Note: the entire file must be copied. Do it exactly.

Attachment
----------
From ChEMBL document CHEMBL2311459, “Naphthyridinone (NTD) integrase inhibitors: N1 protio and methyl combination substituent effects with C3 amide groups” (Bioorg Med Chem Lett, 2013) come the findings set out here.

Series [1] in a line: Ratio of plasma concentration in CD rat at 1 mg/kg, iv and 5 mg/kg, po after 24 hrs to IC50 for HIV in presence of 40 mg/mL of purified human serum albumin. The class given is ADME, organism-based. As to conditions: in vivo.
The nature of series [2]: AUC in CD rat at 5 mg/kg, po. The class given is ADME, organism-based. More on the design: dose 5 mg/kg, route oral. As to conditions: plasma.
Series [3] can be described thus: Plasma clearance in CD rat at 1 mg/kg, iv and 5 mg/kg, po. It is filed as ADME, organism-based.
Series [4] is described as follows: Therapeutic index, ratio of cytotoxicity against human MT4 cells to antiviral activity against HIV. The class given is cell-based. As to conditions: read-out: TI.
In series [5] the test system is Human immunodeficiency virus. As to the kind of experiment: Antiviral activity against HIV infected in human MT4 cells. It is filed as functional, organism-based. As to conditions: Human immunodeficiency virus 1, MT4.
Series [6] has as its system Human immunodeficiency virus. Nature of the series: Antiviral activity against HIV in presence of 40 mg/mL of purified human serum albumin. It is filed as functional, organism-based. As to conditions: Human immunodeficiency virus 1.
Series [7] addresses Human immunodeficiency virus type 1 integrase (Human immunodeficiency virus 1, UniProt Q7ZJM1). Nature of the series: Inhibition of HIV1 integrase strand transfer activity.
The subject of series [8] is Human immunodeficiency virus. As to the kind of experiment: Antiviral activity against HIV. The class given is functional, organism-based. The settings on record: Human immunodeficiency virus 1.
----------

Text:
From ChEMBL document CHEMBL2311459, “Naphthyridinone (NTD) integrase inhibitors: N1 protio and methyl combination substituent effects with C3 amide groups” (Bioorg Med Chem Lett, 2013) come the findings set out here.

Series [1] in a line: Ratio of plasma concentration in CD rat at 1 mg/kg, iv and 5 mg/kg, po after 24 hrs to IC50 for HIV in presence of 40 mg/mL of purified human serum albumin. The class given is ADME, organism-based. As to conditions: in vivo.
The nature of series [2]: AUC in CD rat at 5 mg/kg, po. The class given is ADME, organism-based. More on the design: dose 5 mg/kg, route oral. As to conditions: plasma.
Series [3] can be described thus: Plasma clearance in CD rat at 1 mg/kg, iv and 5 mg/kg, po. It is filed as ADME, organism-based.
Series [4] is described as follows: Therapeutic index, ratio of cytotoxicity against human MT4 cells to antiviral activity against HIV. The class given is cell-based. As to conditions: read-out: TI.
In series [5] the test system is Human immunodeficiency virus. As to the kind of experiment: Antiviral activity against HIV infected in human MT4 cells. It is filed as functional, organism-based. As to conditions: Human immunodeficiency virus 1, MT4.
Series [6] has as its system Human immunodeficiency virus. Nature of the series: Antiviral activity against HIV in presence of 40 mg/mL of purified human serum albumin. It is filed as functional, organism-based. As to conditions: Human immunodeficiency virus 1.
Series [7] addresses Human immunodeficiency virus type 1 integrase (Human immunodeficiency virus 1, UniProt Q7ZJM1). Nature of the series: Inhibition of HIV1 integrase strand transfer activity.
The subject of series [8] is Human immunodeficiency virus. As to the kind of experiment: Antiviral activity against HIV. The class given is functional, organism-based. The settings on record: Human immunodeficiency virus 1.